Forget about the traditional way you’ve trained people. Unlearn your assumptions about courses and top-down learning. Break with the present by looking ahead five years. Start with a blank piece of paper. Take a Workscape perspective. Assess the organizational benefits of:

  • embedding learning in work, covering a much larger audience
  • setting up learning as a continuous activity, not an event
  • leveraging self-sustaining processes instead of one-time courses
  • pinpointing high-return activities such as manager coaching
  • embracing social and experiential learning
  • changing the learning philosophy from push to pull
  • employing business metrics to gauge success
  • canvasing the organization for opportunities instead of waiting for requests
  • focusing on overall business outcomes
  • building self-sufficient teams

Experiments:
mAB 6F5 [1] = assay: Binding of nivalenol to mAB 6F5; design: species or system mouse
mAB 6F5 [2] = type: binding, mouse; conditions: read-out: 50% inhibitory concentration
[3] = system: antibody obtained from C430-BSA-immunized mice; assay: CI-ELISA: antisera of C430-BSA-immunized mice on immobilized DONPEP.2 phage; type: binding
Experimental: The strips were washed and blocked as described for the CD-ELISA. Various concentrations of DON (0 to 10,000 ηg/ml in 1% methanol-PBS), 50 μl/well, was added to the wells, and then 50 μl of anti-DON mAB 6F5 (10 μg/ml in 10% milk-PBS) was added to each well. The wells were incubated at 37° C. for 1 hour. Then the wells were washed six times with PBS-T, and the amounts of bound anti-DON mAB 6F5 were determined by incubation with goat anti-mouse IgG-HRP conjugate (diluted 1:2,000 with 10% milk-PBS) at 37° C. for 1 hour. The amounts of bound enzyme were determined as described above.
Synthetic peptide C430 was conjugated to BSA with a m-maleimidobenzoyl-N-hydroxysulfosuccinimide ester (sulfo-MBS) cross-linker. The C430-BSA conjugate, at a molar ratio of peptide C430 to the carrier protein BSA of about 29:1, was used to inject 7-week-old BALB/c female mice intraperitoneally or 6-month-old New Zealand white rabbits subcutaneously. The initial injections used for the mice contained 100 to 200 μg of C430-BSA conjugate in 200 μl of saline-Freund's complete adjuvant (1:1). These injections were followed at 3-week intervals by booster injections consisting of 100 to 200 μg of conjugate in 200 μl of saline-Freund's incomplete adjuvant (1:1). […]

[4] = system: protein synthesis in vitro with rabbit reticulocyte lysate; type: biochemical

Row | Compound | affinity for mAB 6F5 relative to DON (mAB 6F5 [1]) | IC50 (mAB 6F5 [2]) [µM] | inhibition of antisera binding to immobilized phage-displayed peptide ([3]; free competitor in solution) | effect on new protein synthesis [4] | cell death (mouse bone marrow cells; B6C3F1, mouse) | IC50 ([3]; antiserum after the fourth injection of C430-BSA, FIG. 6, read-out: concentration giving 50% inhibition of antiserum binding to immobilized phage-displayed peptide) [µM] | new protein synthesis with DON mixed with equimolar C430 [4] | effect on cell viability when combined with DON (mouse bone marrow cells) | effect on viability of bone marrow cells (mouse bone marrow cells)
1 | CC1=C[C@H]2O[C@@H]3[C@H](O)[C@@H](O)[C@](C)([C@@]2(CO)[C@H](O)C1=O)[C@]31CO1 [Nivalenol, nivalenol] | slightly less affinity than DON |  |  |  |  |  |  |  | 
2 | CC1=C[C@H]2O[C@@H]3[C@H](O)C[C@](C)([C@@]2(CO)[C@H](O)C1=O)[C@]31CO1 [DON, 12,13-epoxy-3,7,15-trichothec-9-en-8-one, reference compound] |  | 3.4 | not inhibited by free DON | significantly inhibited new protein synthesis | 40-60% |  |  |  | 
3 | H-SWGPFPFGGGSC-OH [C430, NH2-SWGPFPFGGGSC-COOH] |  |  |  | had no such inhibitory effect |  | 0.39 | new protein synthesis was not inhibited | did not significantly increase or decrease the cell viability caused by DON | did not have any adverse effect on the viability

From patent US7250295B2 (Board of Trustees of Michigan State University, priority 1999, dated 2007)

• extending the Workscape to cover partners, customers, and outsourced services
  • making learning a driver with business impact

The learning conservationist toolkit

L&D’s collaboration experts and SWAT teams are digital MacGyvers who weave techniques like these into Workscapes:

Make Management responsible for development

  • Issue stretch assignments to grow staff
  • Mentors, coaching
  • Action learning

Personal Learning Network

  • Collaboration and cooperation
  • Friends and colleagues provide answers
  • Peer learning

Performance support

  • Job aids, bookmarks,
  • FAQs, aggregation, curation

Access to information

  • Wiki, inhouse YouTube, internet
  • Self-study catalog, portals

Enterprise social network

  • Activity stream keeps one up to date
  • Platform for conversation